"So you haven't seen us win many like that," said John Beilein to open his postgame presser. Truer statements have rarely been spoken.
Let's set aside, for a moment, the hideous nature of this game, and instead appreciate the future of Michigan basketball. That future is the big man pairing of Moe Wagner and DJ Wilson, which came up huge on both ends of the floor to pry a victory out of the jaws of defeat.
With 1:56 to play, Kerwin Roach gave Texas a 50-48 lead, and Michigan looked to be in a very tight spot when Zak Irvin's entry pass bounced out of bounds off Wagner's hands on the following possession. The Wolverines played suffocating defense to force an airball, and Wagner halved the margin with a free throw, then gave Michigan a 51-50 lead with a putback off a missed Irvin layup with 14 seconds to play.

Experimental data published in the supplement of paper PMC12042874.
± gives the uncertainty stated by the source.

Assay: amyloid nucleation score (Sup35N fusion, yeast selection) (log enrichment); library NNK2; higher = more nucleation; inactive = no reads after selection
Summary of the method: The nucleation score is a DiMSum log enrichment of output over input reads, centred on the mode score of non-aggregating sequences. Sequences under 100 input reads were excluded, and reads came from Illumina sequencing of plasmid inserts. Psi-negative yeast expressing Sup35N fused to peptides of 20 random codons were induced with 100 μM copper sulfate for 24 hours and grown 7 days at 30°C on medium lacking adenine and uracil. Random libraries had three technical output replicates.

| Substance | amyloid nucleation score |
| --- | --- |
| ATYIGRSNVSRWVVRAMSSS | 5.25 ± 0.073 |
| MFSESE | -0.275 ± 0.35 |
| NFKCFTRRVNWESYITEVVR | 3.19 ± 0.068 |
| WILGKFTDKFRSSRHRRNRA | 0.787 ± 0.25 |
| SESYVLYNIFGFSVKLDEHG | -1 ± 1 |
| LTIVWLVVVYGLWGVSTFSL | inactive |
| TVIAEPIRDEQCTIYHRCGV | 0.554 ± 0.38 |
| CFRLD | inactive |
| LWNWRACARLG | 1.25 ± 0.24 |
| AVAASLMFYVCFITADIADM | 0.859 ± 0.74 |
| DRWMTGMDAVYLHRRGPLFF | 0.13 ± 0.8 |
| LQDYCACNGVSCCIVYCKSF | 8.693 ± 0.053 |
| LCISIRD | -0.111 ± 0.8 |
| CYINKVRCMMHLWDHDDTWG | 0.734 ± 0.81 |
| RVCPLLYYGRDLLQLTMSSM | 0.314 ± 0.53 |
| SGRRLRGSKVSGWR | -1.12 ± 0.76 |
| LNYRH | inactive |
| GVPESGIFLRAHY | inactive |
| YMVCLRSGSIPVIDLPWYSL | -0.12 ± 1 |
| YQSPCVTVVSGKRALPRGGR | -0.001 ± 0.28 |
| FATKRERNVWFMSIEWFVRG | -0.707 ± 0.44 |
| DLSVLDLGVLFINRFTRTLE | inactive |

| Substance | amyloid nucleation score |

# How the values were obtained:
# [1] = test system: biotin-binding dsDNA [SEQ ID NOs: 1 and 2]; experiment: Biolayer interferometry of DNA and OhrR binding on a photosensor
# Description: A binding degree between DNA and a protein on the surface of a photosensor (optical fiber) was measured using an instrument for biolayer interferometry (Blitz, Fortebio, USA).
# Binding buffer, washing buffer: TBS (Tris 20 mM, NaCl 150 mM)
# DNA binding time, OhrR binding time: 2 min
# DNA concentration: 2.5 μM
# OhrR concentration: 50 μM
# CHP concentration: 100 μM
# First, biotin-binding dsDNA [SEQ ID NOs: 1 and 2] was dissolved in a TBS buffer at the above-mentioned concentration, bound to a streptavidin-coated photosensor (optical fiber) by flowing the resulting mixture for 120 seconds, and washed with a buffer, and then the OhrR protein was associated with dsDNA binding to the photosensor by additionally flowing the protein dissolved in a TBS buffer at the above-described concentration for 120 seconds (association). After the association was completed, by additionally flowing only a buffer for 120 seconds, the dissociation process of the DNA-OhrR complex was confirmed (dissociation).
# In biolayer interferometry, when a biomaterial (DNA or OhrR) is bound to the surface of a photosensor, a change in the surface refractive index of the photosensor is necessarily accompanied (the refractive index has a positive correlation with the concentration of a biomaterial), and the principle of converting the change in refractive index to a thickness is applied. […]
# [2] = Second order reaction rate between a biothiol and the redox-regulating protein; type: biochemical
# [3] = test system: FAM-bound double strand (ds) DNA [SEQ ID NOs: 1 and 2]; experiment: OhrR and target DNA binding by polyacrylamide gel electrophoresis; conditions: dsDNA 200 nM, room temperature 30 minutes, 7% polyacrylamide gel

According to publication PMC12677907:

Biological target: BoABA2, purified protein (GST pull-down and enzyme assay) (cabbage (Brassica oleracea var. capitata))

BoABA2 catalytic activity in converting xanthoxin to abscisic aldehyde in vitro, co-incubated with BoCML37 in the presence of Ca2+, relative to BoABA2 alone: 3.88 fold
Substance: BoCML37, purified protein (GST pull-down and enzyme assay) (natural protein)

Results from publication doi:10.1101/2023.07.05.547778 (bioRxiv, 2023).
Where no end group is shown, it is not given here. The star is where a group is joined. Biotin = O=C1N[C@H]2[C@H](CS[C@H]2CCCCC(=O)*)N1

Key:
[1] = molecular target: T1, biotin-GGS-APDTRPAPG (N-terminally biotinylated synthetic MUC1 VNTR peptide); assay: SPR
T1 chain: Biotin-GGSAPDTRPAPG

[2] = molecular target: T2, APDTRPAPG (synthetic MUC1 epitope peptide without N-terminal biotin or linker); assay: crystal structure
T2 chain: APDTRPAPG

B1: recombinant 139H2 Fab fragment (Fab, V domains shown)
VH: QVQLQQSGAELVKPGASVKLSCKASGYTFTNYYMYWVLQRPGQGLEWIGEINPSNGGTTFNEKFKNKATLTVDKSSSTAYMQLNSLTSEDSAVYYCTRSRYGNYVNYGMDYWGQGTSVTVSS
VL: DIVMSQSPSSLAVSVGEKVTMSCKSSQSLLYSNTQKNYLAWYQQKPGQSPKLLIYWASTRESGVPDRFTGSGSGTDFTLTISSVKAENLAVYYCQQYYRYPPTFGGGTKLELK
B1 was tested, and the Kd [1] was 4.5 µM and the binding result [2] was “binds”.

With the game on the line, Texas first tried to run a play through Tevin Mack, who scored a game-high 18 points. Wilson stonewalled Mack as he tried to drive, then batted away a kickout pass to force the Longhorns to reset on an inbounds play. That play went to Eric Davis, who Wilson stuck with as he dribbled across the paint before seamlessly passing him off to Wagner, who emphatically blocked the potential game-winner. Muhammad-Ali Abdur-Rahkman corralled the loose ball and put Michigan up three at the line; the ensuing midcourt prayer went unanswered.
A stylish finish (left) and the game-winning putback (right). [Campredon]
"I thought [Wagner] was the best player on the floor tonight," said Texas coach Shaka Smart.